Why Mark Strahl is not in OttawaNovember 25, 2021
Send tips | Subscribe here | Follow Politico Canada
WELCOME TO OTTAWA PLAYBOOK. I'm your host, Nick Taylor-Vaisey. If you're south of the border, Happy Thanksgiving from your northern neighbors. We hope you enjoy whatever it is you do on this day, be it watching football or catching up on #cdnpoli browser tabs you've had open for forever.
Did someone forward this free newsletter your way? Click here for signup options.
STICKING CLOSE — The Commons was alive late into Wednesday evening with an emergency debate on flooding in British Columbia. One MP not in the House was Conservative MARK STRAHL, who was instead on the phone with Playbook from Chilliwack, B.C.
The four-term MP has missed the past two Tory caucus meetings. His name is in the middle of party infighting about the leadership of ERIN O'TOOLE. There are even murmurs Strahl might be the one to convert the unhappiness of fellow disgruntled Tory travelers into, as the National Post's JOHN IVISON phrased it, a "rebel alliance."
He's on the record opposing a vaccine mandate for MPs, though he told the Toronto Star that he is inoculated. But he tells Playbook none of that is top of mind as he tries to help people in Chilliwack, after catastrophic rainfall temporarily cut off his riding's communities from the rest of Canada.
— Cascading effects of disaster: "The store shelves emptied out very quickly. The gasoline supplies were also depleted, so we started to see fast-food restaurants and things like that shut down," Strahl said. "There was a real uncertainty and anxiety about how quickly those supply lines would be reestablished."
— A little bit of distance: Strahl insists his constituents need the help of someone who knows his way around the federal bureaucracy.
Strahl said he's heard from residents whose commute to work in Abbotsford ballooned from 20 minutes to four hours because of road closures and changing rules about who is even permitted on the roadways. They apply for EI to make up for lost income.
"Some of these things are just now developing, where people are trying to apply for these benefits, but are being told no, maybe you should have been able to get to work, or maybe you made a choice not to go," he says.
How would Strahl grade Ottawa's performance? It's too early for that, he says. "They've done what's been asked of them. But the chickens will come home to roost here shortly, especially on the income support side."
— On the bubble: "I haven't paid much attention to what's been happening in Ottawa. There's just too much work to do here on the ground," said Strahl. Playbook asked about the internecine struggle within the CPC. He embraced brevity. "Those questions will be waiting for me when I get back to Ottawa, maybe next week, maybe the week after."
— Reinforcements at the PCO: A Playbook reader tipped us off to a senior public servant's temporary reassignment to the Privy Council Office. PATRICK TANGUY, who once headed up the emergency management branch at Public Safety Canada, is now coordinating support with Minister BILL BLAIR from the PCO. A spokesperson says the central agency is "uniquely positioned to help with coordination across government."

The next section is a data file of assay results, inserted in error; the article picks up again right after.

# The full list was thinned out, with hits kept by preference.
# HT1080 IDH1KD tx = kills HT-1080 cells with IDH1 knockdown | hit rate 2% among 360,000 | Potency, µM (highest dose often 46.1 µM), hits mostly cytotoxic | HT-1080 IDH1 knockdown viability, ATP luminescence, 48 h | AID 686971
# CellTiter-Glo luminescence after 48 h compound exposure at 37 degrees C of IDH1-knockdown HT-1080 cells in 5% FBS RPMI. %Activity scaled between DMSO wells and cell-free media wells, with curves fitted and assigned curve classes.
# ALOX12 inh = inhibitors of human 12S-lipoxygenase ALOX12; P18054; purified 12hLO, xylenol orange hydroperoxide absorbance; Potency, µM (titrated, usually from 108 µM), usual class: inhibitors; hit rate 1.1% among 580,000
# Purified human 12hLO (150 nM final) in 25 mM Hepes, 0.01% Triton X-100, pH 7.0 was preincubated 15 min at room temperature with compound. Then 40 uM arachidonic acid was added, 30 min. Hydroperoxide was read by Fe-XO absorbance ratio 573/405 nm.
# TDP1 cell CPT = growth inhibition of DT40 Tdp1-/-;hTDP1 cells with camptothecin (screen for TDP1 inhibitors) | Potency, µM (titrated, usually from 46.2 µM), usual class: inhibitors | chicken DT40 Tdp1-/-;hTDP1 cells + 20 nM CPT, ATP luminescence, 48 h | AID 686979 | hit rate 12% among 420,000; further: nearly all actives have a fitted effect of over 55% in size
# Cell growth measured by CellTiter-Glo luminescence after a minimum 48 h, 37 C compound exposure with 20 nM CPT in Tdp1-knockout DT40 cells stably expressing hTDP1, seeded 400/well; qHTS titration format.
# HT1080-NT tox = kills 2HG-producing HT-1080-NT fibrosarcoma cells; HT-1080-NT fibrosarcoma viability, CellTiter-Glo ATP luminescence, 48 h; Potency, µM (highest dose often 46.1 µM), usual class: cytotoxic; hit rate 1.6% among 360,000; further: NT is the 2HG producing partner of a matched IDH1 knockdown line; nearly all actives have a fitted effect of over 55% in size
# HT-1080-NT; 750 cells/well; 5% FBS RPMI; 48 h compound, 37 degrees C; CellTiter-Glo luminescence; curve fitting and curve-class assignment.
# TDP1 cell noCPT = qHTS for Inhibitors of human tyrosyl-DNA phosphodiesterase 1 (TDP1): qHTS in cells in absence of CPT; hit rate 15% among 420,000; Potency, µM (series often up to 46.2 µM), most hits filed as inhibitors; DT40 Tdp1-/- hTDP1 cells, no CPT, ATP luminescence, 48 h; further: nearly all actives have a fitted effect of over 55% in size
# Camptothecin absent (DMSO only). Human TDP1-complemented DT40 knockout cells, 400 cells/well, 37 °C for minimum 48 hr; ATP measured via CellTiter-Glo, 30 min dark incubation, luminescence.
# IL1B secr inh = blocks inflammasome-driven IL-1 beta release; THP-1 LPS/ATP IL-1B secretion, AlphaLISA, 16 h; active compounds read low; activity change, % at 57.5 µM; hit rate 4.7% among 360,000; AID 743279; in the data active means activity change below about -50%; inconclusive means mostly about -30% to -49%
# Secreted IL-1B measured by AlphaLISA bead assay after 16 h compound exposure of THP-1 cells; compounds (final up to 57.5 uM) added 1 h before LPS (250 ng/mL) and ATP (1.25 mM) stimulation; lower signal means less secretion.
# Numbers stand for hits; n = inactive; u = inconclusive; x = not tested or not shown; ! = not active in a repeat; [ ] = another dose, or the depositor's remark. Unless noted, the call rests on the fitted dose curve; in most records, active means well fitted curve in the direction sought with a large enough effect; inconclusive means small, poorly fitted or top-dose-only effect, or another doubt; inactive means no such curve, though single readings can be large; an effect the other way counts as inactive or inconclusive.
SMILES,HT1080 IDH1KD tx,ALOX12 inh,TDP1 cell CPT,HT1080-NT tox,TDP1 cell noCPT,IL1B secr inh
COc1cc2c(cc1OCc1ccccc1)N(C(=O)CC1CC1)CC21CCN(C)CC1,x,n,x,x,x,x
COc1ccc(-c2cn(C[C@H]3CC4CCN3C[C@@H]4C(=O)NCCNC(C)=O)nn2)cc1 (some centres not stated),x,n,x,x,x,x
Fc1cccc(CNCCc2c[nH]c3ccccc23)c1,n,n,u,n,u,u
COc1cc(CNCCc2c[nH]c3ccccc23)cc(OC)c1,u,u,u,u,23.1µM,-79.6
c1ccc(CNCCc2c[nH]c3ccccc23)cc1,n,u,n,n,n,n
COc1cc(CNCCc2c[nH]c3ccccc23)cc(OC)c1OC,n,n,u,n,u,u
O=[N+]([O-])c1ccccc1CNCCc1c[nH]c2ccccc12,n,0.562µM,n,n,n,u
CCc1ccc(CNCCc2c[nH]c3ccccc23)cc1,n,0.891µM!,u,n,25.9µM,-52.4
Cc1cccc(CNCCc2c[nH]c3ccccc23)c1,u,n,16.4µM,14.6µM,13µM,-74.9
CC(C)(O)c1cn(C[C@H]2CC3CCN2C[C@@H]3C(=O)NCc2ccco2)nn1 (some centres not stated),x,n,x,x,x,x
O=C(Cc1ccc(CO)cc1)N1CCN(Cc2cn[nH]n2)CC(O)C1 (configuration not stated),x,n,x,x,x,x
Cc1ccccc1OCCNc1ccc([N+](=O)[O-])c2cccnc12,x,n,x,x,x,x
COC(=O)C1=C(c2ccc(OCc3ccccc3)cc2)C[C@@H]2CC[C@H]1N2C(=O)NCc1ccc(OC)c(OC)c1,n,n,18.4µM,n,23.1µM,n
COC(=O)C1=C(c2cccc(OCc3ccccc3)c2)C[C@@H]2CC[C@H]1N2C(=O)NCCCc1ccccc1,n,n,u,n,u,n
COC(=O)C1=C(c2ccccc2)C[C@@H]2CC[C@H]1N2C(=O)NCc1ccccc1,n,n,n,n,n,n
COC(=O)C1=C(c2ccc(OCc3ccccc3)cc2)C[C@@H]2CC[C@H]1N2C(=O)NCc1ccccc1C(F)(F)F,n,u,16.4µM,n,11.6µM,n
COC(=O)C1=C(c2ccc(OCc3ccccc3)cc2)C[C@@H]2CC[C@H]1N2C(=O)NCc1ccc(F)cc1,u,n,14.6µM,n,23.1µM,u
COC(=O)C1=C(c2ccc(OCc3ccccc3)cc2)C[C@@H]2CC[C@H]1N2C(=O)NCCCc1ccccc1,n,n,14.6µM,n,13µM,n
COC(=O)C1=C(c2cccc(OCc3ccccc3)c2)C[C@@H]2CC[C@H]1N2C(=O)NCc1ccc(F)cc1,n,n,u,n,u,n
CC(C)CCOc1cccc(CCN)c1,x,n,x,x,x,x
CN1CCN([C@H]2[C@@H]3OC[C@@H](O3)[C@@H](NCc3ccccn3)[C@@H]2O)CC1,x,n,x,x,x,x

— Putting the damage on the record: On Wednesday, three of Strahl's caucus mates from B.C. — DAN ALBAS, BRAD VIS and ED FAST — offered the Commons a sense of the situation.
Albas: "Sewer systems are not working, there is no water. In many places, there is no gas or electricity and, thus, no heat. Each night the temperature drops further below zero and does not move much above zero in the day. Residents are in a race against time now to rebuild their lives as much as possible before the true freeze of winter sets in."
Fast: "The scene in Abbotsford is one of unimaginable destruction. Countless families have been displaced, dykes have been breached, pump stations overwhelmed and untold property lost as the carnage swept across our city, and yet I am grateful to live in Abbotsford."
Vis: "The government speaks a lot about addressing climate change. Here is the opportunity to back those words with action through resilient infrastructure, climate change adaptation and mitigation for the 21st century. I call on the government to work with partners to rebuild Lytton, to fund critical infrastructure and to empower First Nations to have more control over disaster management because the current way of doing things is failing."
— Related listening: On THE DECIBEL this morning, ANDREA WOO and ANN HUI discuss the catastrophic impact of the floods on B.C. farms.
— More rain down east: Both coasts have taken a pummeling. Downpours washed away sections of the Trans-Canada Highway in Newfoundland that left Port-aux-Basques isolated from the rest of the province. The province has no timetable for repairs.
NDP pundit SALLY HOUSSER interrupted her turn on Power & Politics Wednesday night to extend wishes to her friends and family: “Unprecedented weather events is quite a terrifying phrase when you come from Newfoundland.”
CLOCK'S TICKIN' — Nearly a month has passed since the new Cabinet was sworn in, and still the Prime Minister's office has made no mention of powerful Cabinet committee membership or new mandate letters for ministers — a key document that sets the government's priorities.
Playbook will count the days that have passed since the pomp and circumstance of a rainy day at Rideau Hall. We'll stop when the documents flow. DAYS WITH NO DOCS: 30
— The exception: Playbook reported Monday on a quietly published order-in-council that set the membership of one committee: Treasury Board, the gang of ministers that manage federal expenditures and serve as the employer of the public service.